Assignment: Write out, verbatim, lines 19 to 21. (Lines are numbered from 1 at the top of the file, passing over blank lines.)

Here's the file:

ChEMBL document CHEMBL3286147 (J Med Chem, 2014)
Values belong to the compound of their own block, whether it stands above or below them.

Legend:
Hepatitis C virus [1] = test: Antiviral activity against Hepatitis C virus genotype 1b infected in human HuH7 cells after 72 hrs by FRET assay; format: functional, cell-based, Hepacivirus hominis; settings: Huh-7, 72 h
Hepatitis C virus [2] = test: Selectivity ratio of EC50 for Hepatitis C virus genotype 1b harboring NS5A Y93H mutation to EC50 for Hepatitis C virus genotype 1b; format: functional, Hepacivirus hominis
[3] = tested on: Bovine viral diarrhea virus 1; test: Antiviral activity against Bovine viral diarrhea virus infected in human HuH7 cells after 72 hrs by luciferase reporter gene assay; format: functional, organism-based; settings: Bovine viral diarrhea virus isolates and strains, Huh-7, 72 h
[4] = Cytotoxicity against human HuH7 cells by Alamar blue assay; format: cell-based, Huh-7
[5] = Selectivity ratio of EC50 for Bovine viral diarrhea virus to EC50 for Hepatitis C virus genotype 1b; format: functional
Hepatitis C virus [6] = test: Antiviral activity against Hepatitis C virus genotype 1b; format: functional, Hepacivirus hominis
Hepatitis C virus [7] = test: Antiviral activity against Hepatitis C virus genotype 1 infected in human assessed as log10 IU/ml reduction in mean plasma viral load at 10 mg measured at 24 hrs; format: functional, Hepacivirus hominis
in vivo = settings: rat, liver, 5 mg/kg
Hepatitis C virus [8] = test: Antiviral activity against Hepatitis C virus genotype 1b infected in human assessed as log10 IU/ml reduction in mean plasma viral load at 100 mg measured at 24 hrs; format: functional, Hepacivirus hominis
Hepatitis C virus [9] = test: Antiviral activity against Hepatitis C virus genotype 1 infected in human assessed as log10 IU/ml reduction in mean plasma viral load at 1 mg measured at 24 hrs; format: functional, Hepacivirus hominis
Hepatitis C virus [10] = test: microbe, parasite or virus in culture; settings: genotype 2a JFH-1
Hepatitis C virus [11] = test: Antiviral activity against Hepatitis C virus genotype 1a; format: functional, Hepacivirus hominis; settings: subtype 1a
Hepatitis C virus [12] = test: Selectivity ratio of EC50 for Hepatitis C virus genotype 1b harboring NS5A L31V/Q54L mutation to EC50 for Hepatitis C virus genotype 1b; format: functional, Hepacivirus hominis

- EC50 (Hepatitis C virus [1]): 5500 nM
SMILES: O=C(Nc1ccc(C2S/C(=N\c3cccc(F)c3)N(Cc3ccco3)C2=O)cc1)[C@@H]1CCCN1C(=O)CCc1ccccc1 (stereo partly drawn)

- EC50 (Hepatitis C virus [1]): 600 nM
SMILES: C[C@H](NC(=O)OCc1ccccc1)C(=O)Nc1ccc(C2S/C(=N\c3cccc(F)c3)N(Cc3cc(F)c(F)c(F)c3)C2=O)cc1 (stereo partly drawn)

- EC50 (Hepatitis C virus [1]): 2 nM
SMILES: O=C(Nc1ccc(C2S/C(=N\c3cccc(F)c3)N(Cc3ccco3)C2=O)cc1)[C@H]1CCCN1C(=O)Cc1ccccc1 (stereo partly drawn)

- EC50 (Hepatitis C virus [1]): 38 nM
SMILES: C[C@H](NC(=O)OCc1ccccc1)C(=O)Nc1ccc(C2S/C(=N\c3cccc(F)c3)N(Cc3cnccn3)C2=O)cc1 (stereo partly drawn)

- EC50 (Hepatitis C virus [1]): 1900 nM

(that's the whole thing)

- EC50 (Hepatitis C virus [1]): 600 nM
SMILES: C[C@H](NC(=O)OCc1ccccc1)C(=O)Nc1ccc(C2S/C(=N\c3cccc(F)c3)N(Cc3cc(F)c(F)c(F)c3)C2=O)cc1 (stereo partly drawn)

- EC50 (Hepatitis C virus [1]): 2 nM